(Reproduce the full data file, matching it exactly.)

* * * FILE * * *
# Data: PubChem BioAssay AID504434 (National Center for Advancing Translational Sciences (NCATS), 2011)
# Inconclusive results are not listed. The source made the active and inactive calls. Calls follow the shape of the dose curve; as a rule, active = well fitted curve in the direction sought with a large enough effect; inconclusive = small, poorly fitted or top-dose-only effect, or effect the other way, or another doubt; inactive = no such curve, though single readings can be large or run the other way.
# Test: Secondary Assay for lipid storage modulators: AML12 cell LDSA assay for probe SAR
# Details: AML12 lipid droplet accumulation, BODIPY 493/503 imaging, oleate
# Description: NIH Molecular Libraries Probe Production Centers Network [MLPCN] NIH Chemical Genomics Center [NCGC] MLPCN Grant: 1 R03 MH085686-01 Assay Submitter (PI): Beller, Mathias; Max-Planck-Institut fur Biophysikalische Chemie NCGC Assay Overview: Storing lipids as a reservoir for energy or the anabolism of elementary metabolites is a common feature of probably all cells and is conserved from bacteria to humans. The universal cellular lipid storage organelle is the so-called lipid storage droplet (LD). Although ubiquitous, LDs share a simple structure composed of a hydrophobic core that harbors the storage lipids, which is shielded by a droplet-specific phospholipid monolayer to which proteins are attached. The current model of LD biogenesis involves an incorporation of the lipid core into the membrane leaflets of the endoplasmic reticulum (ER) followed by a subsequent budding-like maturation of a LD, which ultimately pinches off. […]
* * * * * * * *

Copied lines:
# Data: PubChem BioAssay AID504434 (National Center for Advancing Translational Sciences (NCATS), 2011)
# Inconclusive results are not listed. The source made the active and inactive calls. Calls follow the shape of the dose curve; as a rule, active = well fitted curve in the direction sought with a large enough effect; inconclusive = small, poorly fitted or top-dose-only effect, or effect the other way, or another doubt; inactive = no such curve, though single readings can be large or run the other way.
# Test: Secondary Assay for lipid storage modulators: AML12 cell LDSA assay for probe SAR
# Details: AML12 lipid droplet accumulation, BODIPY 493/503 imaging, oleate
# Description: NIH Molecular Libraries Probe Production Centers Network [MLPCN] NIH Chemical Genomics Center [NCGC] MLPCN Grant: 1 R03 MH085686-01 Assay Submitter (PI): Beller, Mathias; Max-Planck-Institut fur Biophysikalische Chemie NCGC Assay Overview: Storing lipids as a reservoir for energy or the anabolism of elementary metabolites is a common feature of probably all cells and is conserved from bacteria to humans. The universal cellular lipid storage organelle is the so-called lipid storage droplet (LD). Although ubiquitous, LDs share a simple structure composed of a hydrophobic core that harbors the storage lipids, which is shielded by a droplet-specific phospholipid monolayer to which proteins are attached. The current model of LD biogenesis involves an incorporation of the lipid core into the membrane leaflets of the endoplasmic reticulum (ER) followed by a subsequent budding-like maturation of a LD, which ultimately pinches off. […]